<?php

if ( function_exists('register_sidebar') ) {

   register_sidebar(array(
   'name' => 'sidebar 1',
   'before_widget' => '<div id="%1$s" class="widget %2$s">',
   'after_widget' => '</div>',
   'before_title' => '<h2>',
   'after_title' => '</h2>'
    ));

   register_sidebar(array(
   'name' => 'footer sidebar 1',
   'before_widget' => '<div id="%1$s" class="widget %2$s">',
   'after_widget' => '</div>',
   'before_title' => '<h2>',
   'after_title' => '</h2>'
   ));

}?>

You can find more details on the various parameters of the above call on the WordPress Codex.

Adding your new sidebar to your template

Within your sidebar.php file, change the call to your existing sidebar to include its name that you defined within the functions.php file earlier.

<?php if ( !function_exists('dynamic_sidebar') || !dynamic_sidebar('sidebar 1') ) : ?>

   <h2>Articles by month</h2>
   <ul>
      <?php wp_get_archives('title_li=&type=monthly'); ?>
   </ul>
   <h2>Categories</h2>
   <ul>
      <?php wp_list_categories('show_count=0&title_li='); ?>
   </ul>

<?php endif; ?>

To add your new sidebar, you can either copy the above code or you can simply copy the following lines. Add these lines to wherever you’d like your new widgets to appear. In this example you can see from the name that I’m placing mine in the footer of my website. As before, don’t forget to specify the correct sidebar name. In the above code, the html that appears between the php statements is what will appear when there are no widgets added to your sidebar. This ‘default’ code can obviously be modified to suit your theme. In the following code, since there is no extra html, nothing will be displayed unless a widget has been added into the sidebar within your WordPress dashboard.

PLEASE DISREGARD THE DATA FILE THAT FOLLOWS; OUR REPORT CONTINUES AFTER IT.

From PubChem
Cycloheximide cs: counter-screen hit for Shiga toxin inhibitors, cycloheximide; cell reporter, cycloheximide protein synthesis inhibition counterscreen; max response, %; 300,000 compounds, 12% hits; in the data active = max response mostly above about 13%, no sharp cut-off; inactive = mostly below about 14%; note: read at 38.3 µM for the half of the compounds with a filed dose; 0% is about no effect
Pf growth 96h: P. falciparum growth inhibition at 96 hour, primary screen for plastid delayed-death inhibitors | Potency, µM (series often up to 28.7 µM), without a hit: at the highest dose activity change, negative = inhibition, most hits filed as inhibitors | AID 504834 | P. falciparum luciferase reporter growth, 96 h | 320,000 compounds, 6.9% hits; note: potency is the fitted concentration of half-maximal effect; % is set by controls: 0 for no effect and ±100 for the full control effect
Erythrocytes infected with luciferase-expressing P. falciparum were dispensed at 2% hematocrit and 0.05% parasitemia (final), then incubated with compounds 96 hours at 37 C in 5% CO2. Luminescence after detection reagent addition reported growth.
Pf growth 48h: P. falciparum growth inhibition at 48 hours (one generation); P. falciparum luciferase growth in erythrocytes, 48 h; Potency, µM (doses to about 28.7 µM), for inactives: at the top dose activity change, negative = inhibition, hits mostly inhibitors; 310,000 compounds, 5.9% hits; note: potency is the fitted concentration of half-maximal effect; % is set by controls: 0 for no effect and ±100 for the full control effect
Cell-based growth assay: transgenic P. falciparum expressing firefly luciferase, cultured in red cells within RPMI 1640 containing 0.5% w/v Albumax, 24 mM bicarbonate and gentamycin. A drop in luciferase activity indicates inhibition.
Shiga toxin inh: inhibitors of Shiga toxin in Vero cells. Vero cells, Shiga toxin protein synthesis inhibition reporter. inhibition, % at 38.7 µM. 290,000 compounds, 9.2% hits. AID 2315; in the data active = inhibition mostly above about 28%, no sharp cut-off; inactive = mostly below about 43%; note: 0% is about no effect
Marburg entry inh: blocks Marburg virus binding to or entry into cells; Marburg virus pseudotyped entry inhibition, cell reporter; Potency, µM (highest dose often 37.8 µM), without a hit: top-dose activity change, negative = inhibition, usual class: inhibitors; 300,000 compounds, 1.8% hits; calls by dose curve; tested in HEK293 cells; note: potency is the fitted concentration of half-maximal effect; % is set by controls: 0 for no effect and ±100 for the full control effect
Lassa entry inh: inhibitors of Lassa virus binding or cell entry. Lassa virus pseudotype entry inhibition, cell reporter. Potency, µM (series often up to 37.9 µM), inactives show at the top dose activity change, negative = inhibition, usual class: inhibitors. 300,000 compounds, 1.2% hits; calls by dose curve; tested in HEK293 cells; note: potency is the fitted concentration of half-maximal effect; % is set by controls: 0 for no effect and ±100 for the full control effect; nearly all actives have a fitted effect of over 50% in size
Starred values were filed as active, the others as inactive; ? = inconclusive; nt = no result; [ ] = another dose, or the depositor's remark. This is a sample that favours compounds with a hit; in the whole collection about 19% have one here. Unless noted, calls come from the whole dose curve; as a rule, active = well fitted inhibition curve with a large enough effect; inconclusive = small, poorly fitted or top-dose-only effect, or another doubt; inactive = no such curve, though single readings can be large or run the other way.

<?php if ( !function_exists('dynamic_sidebar') || !dynamic_sidebar('footer sidebar 1') ) : ?>
<?php endif; ?>

You will now find that your site has two widgetized sidebars. As mentioned earlier, there’s no reason why you couldn’t include further ones. It’s simply a matter of registering the new sidebar and then including the php to display it, in the relevant part of your site template.

I’ve also published this tutorial on Twitter Study Group. It’s a great place to learn, so check it out.